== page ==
Robert Christgau: Dean of American Rock Critics

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***1/2

JOHN LEE HOOKER
The Best of Friends
Pointblank

For half a century, the much-recorded bluesman John Lee Hooker has cut music so primal it blurred into itself--his albums often seem interchangeable, his great signature songs rerecorded to the nth. He defeats this tendency with The Best of Friends, a compilation on which such admiring colleagues as Eric Clapton, Jimmie Vaughan, and Bonnie Raitt help him reprise the likes of "Boogie Chillen," "Boom Boom," and "I'm in the Mood," respectively. Three of the album's tracks, among them the Grammy-winning Raitt duet, go back to 1989's mostly collaborative The Healer. Others cherry-pick his '90s catalogue, and three, including the pace-setting "Boogie Chillen," were cut for this project.

Rock and rollers cotton to Hooker because, like Elmore James and for that matter Chuck Berry, he has a hook: the boogie beat, a vamping drone that's propulsive at any speed. But reduced to slow one-chord guitar and ageless Delta vocal, as on this album's solo showpiece, "Tupelo," his groove can be pretty foreboding even though its darkness is full of subtle color. The guests, all instrumental except for Raitt and his old fan Van Morrison, open it up. Special kudos to Hispanic interpreters Los Lobos, who rock into his boogie, and Carlos Santana, who with two different bands bends "The Healer" and "Chill Out" into polyrhythmic workouts. And hey, give the drummers some--eight all told, every one of a single mind and a single beat, a beat that only gathers detail when it's stated outright.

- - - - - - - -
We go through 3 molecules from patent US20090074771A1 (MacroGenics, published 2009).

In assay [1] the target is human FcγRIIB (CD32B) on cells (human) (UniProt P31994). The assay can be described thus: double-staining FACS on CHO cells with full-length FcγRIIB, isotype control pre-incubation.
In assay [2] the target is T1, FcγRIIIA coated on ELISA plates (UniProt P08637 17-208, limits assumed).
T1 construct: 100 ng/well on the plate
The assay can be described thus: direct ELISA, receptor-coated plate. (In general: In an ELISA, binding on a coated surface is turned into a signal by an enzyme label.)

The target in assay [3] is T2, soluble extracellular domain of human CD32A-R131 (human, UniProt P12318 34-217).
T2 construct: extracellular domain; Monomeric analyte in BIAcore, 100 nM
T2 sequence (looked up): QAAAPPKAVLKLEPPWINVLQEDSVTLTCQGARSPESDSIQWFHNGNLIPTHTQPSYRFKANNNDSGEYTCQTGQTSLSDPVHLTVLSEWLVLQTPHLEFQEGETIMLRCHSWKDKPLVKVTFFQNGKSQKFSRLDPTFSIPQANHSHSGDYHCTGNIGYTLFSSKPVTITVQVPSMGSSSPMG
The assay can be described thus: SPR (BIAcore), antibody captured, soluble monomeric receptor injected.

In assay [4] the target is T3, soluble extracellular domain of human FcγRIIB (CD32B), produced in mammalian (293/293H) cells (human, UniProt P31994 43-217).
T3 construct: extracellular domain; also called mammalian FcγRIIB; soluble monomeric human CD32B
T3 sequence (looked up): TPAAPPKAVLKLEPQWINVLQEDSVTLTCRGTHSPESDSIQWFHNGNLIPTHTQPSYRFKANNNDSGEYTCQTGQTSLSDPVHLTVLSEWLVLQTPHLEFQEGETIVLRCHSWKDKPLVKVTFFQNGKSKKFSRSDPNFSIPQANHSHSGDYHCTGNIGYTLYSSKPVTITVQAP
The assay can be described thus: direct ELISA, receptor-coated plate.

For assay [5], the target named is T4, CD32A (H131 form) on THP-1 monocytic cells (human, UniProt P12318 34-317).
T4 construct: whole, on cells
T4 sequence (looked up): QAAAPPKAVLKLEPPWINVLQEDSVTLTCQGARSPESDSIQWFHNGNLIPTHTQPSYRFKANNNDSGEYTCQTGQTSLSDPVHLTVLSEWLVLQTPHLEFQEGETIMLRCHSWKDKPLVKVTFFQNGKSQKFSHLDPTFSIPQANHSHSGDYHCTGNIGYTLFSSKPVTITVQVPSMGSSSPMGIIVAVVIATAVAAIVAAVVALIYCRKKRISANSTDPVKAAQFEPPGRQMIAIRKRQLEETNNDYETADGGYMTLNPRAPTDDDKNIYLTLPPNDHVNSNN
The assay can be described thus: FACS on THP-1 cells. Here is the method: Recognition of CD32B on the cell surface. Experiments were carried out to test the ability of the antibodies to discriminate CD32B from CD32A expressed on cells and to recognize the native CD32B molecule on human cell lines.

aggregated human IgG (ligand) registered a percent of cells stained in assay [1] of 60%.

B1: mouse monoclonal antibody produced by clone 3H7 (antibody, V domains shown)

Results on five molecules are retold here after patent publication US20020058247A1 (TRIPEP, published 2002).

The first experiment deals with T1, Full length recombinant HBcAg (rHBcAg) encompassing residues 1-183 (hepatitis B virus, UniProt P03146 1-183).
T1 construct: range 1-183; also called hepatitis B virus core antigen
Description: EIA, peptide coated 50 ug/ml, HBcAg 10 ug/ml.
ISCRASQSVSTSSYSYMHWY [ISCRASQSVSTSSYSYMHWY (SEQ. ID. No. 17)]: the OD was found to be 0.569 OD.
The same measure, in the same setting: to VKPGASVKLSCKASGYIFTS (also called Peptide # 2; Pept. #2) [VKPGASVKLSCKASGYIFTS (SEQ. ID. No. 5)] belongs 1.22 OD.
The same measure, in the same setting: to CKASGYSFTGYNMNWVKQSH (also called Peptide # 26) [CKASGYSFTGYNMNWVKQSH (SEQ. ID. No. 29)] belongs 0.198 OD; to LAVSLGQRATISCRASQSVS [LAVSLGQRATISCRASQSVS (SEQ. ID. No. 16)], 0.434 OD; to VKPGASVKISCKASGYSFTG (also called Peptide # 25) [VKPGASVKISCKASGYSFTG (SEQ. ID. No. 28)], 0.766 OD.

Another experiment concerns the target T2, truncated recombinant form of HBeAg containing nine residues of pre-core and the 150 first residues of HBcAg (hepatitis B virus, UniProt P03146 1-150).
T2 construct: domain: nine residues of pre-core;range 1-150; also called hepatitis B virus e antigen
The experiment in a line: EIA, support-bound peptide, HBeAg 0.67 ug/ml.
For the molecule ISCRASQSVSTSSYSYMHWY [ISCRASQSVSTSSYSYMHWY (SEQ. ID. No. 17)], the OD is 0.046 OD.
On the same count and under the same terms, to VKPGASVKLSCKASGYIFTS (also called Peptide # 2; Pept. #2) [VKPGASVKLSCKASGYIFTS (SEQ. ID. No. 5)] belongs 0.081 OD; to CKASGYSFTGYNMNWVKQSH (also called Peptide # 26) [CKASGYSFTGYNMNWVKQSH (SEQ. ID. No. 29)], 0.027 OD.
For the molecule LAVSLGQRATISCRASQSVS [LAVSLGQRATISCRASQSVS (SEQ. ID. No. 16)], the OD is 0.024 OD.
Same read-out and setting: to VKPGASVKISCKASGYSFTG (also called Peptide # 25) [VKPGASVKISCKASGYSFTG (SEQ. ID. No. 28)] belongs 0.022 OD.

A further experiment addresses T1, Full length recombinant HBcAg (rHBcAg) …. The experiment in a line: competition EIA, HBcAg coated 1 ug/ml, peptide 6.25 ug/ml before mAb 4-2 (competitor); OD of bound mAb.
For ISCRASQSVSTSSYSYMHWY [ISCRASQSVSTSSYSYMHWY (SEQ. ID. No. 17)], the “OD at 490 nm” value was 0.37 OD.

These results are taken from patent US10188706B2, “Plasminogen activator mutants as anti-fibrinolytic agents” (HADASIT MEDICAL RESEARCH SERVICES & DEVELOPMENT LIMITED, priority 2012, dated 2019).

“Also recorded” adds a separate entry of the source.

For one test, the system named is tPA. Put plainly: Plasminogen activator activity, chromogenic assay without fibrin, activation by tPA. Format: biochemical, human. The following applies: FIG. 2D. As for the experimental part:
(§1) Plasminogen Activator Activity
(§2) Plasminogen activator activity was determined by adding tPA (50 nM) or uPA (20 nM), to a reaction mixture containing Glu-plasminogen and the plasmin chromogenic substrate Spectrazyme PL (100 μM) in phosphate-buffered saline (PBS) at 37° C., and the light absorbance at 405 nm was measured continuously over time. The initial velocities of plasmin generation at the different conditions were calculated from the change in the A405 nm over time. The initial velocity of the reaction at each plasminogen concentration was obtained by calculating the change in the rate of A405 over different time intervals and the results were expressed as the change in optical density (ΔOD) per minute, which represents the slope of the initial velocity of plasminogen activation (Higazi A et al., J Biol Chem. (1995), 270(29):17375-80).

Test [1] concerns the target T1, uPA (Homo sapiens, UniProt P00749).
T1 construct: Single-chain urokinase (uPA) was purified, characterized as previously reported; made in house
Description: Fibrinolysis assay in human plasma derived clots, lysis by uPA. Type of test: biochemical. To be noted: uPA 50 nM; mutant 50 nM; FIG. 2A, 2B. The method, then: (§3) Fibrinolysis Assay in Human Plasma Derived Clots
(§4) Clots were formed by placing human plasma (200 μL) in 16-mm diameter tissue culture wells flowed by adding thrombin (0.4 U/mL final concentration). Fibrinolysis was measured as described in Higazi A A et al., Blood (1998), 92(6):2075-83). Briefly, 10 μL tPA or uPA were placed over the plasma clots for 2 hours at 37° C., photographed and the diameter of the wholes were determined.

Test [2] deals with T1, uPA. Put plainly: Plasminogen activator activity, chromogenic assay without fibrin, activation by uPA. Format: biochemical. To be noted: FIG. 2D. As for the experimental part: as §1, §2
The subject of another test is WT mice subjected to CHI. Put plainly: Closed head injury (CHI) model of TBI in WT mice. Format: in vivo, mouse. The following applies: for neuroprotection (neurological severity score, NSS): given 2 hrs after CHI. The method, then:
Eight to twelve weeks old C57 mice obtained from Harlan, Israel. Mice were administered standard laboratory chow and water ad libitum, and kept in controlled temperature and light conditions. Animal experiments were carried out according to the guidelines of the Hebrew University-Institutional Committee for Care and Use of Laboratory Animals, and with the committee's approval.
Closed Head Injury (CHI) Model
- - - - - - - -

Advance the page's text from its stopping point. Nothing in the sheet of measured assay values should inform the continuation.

Rolling Stone, Dec. 10, 1998